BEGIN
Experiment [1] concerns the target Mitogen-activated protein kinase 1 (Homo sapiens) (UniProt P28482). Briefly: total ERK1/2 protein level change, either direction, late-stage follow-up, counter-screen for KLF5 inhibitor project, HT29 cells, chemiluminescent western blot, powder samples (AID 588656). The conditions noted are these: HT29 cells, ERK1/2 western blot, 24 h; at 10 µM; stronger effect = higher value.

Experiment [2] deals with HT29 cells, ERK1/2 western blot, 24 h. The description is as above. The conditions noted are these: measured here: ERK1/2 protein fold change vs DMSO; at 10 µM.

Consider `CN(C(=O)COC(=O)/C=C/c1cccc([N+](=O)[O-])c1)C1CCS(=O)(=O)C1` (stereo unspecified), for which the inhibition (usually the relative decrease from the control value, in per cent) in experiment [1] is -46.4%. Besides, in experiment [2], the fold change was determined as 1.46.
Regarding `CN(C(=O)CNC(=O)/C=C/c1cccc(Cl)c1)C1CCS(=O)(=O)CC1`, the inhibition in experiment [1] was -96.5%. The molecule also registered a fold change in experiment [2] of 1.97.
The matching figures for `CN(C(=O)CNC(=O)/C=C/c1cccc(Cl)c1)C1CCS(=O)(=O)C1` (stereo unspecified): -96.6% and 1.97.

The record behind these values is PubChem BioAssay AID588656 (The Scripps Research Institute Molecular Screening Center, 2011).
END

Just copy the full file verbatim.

Experiment [1] concerns the target Mitogen-activated protein kinase 1 (Homo sapiens) (UniProt P28482). Briefly: total ERK1/2 protein level change, either direction, late-stage follow-up, counter-screen for KLF5 inhibitor project, HT29 cells, chemiluminescent western blot, powder samples (AID 588656). The conditions noted are these: HT29 cells, ERK1/2 western blot, 24 h; at 10 µM; stronger effect = higher value.

Experiment [2] deals with HT29 cells, ERK1/2 western blot, 24 h. The description is as above. The conditions noted are these: measured here: ERK1/2 protein fold change vs DMSO; at 10 µM.

Consider `CN(C(=O)COC(=O)/C=C/c1cccc([N+](=O)[O-])c1)C1CCS(=O)(=O)C1` (stereo unspecified), for which the inhibition (usually the relative decrease from the control value, in per cent) in experiment [1] is -46.4%. Besides, in experiment [2], the fold change was determined as 1.46.
Regarding `CN(C(=O)CNC(=O)/C=C/c1cccc(Cl)c1)C1CCS(=O)(=O)CC1`, the inhibition in experiment [1] was -96.5%. The molecule also registered a fold change in experiment [2] of 1.97.
The matching figures for `CN(C(=O)CNC(=O)/C=C/c1cccc(Cl)c1)C1CCS(=O)(=O)C1` (stereo unspecified): -96.6% and 1.97.

The record behind these values is PubChem BioAssay AID588656 (The Scripps Research Institute Molecular Screening Center, 2011).